SIK2 attenuates proliferation and survival of breast cancer cells with simultaneous perturbation of MAPK and PI3K/Akt pathways
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Neslihan Zohrap1, Özge Saatci2, Burcak Ozes1, Ipek Coban3, Hasan Murat Atay4, Esra Battaloglu1, Özgür Şahin2 and Kuyas Bugra1,5
1Department of Molecular Biology and Genetics, Bogazici University, Istanbul, Turkey
2Department of Molecular Biology and Genetics, Bilkent University, Ankara, Turkey
3Department of Pathology, Istanbul Florence-Nightingale Hospital, Istanbul, Turkey
4Department of General Surgery, Gayrettepe Florence-Nightingale Hospital, Istanbul, Turkey
5Life Sciences Center, Bogazici University, Istanbul, Turkey
Kuyas Bugra, email: [email protected]
Keywords: SIK2; tumor suppressor; breast cancer; Ras/ERK and PI3K/Akt signaling; EMT
Received: October 19, 2017 Accepted: March 09, 2018 Published: April 24, 2018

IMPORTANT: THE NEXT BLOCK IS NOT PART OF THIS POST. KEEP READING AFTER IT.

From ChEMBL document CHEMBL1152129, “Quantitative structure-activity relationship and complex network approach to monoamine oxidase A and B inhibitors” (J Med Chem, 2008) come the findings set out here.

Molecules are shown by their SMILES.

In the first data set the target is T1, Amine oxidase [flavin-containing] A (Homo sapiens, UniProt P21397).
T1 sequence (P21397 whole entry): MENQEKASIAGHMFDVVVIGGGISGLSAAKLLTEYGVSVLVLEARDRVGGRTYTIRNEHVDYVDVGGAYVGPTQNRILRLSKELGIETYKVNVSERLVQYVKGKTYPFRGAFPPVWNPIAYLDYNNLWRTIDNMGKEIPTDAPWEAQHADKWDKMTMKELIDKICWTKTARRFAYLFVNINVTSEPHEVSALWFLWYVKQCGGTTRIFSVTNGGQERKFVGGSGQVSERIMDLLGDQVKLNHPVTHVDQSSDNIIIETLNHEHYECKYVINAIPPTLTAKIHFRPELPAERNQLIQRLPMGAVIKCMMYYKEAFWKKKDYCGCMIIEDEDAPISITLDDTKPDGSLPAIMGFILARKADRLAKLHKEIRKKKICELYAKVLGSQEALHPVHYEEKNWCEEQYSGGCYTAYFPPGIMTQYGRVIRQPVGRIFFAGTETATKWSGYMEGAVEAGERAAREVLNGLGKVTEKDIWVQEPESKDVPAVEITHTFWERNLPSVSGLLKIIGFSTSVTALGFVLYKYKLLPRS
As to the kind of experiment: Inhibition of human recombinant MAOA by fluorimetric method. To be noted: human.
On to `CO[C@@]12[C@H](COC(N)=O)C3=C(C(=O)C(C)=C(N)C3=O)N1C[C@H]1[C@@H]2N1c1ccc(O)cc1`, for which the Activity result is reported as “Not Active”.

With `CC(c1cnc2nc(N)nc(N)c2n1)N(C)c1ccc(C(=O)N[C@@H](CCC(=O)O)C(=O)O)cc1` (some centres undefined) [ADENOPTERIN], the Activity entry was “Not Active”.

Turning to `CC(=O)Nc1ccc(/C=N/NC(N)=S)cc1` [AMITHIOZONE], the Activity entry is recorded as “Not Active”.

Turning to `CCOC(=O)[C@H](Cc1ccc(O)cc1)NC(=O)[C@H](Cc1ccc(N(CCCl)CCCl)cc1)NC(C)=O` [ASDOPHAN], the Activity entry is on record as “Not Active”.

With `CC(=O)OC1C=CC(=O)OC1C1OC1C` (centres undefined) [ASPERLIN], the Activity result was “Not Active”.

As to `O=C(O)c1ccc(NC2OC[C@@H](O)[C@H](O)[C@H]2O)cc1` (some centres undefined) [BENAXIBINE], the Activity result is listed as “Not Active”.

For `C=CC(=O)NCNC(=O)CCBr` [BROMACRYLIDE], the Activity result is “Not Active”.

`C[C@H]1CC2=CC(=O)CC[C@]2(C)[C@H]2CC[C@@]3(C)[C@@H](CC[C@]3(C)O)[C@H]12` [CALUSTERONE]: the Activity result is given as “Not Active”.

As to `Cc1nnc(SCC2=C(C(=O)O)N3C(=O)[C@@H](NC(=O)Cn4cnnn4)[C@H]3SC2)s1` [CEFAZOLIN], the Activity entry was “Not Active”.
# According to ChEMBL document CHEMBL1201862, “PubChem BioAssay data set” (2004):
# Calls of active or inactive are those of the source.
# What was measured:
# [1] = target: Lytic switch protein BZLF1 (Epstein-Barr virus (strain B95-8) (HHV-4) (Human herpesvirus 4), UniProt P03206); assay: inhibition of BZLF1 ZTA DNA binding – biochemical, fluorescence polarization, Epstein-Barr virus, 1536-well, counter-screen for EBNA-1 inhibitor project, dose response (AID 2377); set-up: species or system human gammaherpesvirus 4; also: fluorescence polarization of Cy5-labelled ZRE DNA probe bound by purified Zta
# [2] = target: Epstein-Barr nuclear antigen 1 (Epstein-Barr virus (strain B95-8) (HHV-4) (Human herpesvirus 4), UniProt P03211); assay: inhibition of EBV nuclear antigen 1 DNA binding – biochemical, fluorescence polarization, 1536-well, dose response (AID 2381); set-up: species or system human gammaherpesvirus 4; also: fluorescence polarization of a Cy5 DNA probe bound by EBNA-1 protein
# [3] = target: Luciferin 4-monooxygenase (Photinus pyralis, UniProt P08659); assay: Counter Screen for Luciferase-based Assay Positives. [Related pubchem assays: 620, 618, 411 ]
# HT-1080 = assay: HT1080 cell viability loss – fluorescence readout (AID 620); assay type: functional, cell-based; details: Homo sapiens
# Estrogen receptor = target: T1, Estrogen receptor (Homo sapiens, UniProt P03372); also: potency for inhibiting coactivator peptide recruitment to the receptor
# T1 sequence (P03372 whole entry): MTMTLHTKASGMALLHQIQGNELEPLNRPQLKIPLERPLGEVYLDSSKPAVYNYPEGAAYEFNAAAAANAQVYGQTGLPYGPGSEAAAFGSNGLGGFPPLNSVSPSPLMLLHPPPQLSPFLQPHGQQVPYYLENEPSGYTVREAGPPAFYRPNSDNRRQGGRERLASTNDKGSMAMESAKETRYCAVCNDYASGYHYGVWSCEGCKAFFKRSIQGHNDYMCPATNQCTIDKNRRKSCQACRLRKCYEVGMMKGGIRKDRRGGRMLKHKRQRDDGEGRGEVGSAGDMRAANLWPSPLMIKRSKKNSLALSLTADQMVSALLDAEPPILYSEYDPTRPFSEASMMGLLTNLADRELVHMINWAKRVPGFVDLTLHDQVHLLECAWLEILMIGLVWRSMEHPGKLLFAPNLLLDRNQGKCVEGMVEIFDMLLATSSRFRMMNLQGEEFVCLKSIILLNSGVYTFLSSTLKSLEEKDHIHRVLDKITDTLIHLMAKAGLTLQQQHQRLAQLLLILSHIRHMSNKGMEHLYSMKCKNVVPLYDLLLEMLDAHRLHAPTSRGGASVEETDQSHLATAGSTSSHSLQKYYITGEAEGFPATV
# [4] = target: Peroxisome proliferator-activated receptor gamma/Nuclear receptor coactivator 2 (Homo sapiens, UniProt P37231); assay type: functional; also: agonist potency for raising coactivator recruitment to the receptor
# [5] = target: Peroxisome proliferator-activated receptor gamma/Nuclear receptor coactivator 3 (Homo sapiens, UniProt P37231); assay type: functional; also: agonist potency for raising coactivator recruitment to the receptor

Salt Inducible Kinase2 (SIK2) has been shown to contribute to tumorigenesis in multiple tumor types in a dichotomous manner. However, little is known about its contribution to breast malignancies. Here, we report SIK2 as a potential tumor suppressor in breast cancer whose expression was reduced in tumor tissues and breast cancer cell lines compared to normal counterparts. In vitro loss- and gain-of-function experiments combined with xenograft studies demonstrated that SIK2-mediated attenuation of proliferation and survival of breast cancer cells with parallel inhibition of both Ras/Erk and PI3K/Akt pathways. Our findings elucidated that SIK2 has also an inhibitory role in migration/invasion ability of breast cancer cells through regulation of epithelial mesenchymal transition. Immunostaining of patient tumors revealed that SIK2 protein level is frequently downregulated in invasive mammary carcinomas and negatively correlated with the mitotic activity of the cells in triple negative breast cancers and hormone positive tumors. Strikingly, patient survival analysis indicated that higher levels of SIK2 are significantly associated with better survival, especially in basal breast cancer cases. Overall, our findings suggest SIK2 as a potential tumor suppressor in the control of breast tumorigenesis, at least in part, via inhibiting PI3K/Akt and Ras/ERK signaling cascades simultaneously and a novel prognostic marker, especially in basal subtypes of breast cancer.
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